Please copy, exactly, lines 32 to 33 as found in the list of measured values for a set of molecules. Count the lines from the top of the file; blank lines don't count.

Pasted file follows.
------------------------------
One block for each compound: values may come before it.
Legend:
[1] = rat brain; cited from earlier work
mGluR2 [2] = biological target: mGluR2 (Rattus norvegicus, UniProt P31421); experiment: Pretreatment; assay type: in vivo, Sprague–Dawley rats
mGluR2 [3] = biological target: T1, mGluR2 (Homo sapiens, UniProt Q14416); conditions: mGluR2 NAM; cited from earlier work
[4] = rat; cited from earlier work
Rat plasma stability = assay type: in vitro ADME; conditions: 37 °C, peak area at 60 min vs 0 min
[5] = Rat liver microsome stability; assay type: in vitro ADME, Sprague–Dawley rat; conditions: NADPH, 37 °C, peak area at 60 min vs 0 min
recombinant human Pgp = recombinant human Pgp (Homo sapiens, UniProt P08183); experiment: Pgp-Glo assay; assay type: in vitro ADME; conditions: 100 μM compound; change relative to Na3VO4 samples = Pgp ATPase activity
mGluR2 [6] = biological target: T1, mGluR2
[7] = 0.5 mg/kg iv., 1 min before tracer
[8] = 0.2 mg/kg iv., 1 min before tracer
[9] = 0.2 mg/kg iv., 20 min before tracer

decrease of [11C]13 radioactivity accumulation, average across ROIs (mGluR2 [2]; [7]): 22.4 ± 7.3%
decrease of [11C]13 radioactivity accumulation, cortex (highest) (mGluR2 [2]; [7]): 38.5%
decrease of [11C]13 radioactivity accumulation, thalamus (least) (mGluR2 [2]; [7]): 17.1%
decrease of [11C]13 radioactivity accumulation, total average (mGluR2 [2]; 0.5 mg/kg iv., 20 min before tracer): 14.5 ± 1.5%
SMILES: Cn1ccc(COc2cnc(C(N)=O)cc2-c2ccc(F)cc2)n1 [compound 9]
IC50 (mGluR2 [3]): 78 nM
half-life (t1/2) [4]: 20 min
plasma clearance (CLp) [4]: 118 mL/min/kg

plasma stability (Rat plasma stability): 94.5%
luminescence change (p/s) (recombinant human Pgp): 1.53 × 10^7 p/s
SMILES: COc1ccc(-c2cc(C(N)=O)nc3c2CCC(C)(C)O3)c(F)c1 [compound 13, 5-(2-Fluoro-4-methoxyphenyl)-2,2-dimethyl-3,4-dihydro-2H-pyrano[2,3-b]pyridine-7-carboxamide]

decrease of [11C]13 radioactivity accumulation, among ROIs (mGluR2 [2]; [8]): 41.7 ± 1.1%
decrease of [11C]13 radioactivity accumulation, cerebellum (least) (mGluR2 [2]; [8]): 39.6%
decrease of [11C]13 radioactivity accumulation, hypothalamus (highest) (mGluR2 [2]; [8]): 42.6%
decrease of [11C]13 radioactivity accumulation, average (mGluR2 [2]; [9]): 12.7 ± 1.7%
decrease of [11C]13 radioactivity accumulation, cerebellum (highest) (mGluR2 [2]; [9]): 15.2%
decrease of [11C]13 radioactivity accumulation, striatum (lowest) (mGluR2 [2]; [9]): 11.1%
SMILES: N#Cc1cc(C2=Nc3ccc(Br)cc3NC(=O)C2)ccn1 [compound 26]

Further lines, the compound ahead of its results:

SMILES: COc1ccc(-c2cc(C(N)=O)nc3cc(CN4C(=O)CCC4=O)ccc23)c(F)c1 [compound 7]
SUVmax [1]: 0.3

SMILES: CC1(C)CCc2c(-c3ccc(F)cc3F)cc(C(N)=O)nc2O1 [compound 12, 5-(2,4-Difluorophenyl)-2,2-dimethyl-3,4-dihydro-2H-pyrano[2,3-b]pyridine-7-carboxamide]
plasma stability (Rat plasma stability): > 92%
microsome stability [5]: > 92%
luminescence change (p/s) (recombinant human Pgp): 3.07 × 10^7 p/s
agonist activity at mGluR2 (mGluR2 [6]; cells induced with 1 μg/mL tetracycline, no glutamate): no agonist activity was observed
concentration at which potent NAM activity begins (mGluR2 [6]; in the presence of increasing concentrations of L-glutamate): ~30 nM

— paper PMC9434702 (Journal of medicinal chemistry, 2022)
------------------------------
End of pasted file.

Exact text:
Further lines, the compound ahead of its results:

SMILES: COc1ccc(-c2cc(C(N)=O)nc3cc(CN4C(=O)CCC4=O)ccc23)c(F)c1 [compound 7]